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and water regulation, so we teach patients
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and their families not to eat a lot of extra salt,
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and also to monitor how much fluid they're taking in
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on a regular basis so that we don't run into problems
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with swelling and shortness of breath.
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Cardiac rehabilitation, it's like a gym for cardiac patients
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that empowers patients to get back into physical activity.
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Despite our best efforts with medical therapy,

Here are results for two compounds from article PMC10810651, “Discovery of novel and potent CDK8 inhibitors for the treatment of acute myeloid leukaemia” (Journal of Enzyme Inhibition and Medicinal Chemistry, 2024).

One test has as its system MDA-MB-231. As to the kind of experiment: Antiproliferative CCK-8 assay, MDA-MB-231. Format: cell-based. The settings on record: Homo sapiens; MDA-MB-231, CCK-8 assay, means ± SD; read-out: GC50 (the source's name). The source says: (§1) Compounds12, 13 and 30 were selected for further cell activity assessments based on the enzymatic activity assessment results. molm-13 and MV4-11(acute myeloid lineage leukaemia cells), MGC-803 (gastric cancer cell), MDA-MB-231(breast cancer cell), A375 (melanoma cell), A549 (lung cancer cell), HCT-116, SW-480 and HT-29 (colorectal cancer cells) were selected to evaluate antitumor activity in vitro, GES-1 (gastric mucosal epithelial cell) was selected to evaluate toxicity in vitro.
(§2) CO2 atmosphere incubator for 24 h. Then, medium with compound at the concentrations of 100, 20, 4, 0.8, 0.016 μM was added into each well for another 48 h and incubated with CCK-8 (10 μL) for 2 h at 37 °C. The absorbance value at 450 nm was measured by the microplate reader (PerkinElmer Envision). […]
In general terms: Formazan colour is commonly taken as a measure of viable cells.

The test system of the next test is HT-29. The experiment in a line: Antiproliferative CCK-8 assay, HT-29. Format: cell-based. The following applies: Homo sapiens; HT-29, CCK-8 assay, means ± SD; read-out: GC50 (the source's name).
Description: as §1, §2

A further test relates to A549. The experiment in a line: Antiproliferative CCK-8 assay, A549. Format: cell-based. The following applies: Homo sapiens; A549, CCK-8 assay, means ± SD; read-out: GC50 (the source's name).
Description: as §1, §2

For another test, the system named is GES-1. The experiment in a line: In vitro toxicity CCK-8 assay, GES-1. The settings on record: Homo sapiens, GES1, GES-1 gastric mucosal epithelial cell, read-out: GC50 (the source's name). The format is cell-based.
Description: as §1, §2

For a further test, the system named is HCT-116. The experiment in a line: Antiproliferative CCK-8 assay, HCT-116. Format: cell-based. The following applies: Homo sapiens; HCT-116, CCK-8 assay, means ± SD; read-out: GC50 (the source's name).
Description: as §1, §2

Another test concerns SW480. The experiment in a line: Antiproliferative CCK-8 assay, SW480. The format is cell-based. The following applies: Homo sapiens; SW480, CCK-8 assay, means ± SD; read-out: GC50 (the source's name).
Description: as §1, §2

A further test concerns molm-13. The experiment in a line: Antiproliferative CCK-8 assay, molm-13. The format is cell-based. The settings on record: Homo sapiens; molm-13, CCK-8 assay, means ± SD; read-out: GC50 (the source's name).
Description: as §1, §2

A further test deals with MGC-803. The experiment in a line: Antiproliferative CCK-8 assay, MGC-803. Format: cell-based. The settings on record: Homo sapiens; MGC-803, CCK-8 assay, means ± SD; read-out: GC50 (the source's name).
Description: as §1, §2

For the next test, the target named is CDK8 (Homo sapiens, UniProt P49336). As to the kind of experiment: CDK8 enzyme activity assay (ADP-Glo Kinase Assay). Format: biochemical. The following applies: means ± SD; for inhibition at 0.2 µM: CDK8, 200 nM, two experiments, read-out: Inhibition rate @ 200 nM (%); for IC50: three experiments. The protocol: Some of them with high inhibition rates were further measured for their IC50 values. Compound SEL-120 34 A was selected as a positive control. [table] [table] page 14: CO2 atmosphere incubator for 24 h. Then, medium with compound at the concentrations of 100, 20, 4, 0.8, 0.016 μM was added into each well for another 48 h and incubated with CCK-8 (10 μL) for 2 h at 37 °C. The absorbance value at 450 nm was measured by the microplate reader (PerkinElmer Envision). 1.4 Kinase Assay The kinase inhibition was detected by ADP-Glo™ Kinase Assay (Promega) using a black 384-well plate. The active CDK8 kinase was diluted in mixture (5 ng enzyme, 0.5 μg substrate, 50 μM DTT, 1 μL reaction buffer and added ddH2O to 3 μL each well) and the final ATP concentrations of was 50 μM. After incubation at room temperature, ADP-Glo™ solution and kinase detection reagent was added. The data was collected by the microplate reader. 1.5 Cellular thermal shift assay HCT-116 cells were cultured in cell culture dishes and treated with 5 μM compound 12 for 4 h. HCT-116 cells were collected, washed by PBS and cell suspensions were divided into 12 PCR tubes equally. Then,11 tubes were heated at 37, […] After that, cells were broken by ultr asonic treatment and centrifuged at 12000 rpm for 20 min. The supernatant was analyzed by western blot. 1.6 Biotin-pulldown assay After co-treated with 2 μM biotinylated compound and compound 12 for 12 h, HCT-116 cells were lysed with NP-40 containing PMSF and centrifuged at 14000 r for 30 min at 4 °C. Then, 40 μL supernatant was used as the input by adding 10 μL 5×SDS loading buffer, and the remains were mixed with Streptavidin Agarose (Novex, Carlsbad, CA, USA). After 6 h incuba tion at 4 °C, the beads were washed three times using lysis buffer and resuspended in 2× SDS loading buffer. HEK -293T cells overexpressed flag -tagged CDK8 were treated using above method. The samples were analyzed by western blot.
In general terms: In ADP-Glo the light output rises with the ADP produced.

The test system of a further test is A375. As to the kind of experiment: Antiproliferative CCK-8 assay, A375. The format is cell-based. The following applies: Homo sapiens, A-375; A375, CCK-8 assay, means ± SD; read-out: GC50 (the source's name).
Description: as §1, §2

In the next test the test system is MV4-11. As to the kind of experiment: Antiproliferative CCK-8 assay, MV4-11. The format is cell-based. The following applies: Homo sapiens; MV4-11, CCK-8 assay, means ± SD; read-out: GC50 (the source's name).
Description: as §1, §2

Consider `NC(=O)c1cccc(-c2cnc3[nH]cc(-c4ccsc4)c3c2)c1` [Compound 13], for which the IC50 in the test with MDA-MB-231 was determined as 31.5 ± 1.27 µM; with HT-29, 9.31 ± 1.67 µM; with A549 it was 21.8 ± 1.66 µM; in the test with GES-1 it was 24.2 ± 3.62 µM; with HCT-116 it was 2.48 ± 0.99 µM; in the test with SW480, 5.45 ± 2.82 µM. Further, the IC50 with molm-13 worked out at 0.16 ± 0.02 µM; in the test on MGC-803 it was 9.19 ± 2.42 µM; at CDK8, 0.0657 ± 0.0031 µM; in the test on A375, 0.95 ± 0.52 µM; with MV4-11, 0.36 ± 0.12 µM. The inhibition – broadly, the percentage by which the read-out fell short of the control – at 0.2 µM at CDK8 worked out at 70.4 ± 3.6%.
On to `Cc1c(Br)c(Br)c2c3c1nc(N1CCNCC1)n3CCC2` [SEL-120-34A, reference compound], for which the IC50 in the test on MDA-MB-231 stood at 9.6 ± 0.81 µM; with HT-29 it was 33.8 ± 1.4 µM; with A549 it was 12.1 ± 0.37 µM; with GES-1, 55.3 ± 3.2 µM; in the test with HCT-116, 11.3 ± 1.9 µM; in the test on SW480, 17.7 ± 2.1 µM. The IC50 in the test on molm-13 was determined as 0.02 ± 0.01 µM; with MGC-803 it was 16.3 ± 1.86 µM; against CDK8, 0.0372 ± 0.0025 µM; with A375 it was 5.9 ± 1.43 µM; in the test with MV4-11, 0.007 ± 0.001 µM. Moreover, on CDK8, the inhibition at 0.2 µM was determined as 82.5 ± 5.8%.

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we have patients that don't respond to the therapy well
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or they get sicker, despite the therapy.
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For those patients, we start to think about things
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like mechanical circulatory support.
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There is something called a left ventricular assist device,
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also known as an LVAD, a heart pump that helps
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patients pump blood to the rest of the body.
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In the most extreme cases, we list patients for heart transplant.
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With your medical team, the doctor is the tip of the iceberg.